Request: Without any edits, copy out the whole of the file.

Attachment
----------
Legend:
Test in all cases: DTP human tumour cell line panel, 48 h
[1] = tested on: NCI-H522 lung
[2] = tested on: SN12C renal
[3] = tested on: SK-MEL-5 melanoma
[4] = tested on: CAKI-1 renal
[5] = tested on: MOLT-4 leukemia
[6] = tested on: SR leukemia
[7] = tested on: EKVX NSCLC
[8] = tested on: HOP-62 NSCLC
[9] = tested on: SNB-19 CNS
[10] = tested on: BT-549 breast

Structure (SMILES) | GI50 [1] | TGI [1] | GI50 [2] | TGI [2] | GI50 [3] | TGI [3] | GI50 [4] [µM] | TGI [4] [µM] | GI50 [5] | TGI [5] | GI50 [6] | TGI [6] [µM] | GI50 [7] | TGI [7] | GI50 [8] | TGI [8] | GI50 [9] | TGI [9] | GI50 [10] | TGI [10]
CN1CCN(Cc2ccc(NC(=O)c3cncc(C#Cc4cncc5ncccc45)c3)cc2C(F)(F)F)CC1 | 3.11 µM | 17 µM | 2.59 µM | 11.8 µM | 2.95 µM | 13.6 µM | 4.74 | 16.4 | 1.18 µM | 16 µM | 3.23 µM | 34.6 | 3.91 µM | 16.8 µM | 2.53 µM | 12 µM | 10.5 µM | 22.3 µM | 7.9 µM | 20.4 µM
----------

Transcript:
Legend:
Test in all cases: DTP human tumour cell line panel, 48 h
[1] = tested on: NCI-H522 lung
[2] = tested on: SN12C renal
[3] = tested on: SK-MEL-5 melanoma
[4] = tested on: CAKI-1 renal
[5] = tested on: MOLT-4 leukemia
[6] = tested on: SR leukemia
[7] = tested on: EKVX NSCLC
[8] = tested on: HOP-62 NSCLC
[9] = tested on: SNB-19 CNS
[10] = tested on: BT-549 breast

Structure (SMILES) | GI50 [1] | TGI [1] | GI50 [2] | TGI [2] | GI50 [3] | TGI [3] | GI50 [4] [µM] | TGI [4] [µM] | GI50 [5] | TGI [5] | GI50 [6] | TGI [6] [µM] | GI50 [7] | TGI [7] | GI50 [8] | TGI [8] | GI50 [9] | TGI [9] | GI50 [10] | TGI [10]
CN1CCN(Cc2ccc(NC(=O)c3cncc(C#Cc4cncc5ncccc45)c3)cc2C(F)(F)F)CC1 | 3.11 µM | 17 µM | 2.59 µM | 11.8 µM | 2.95 µM | 13.6 µM | 4.74 | 16.4 | 1.18 µM | 16 µM | 3.23 µM | 34.6 | 3.91 µM | 16.8 µM | 2.53 µM | 12 µM | 10.5 µM | 22.3 µM | 7.9 µM | 20.4 µM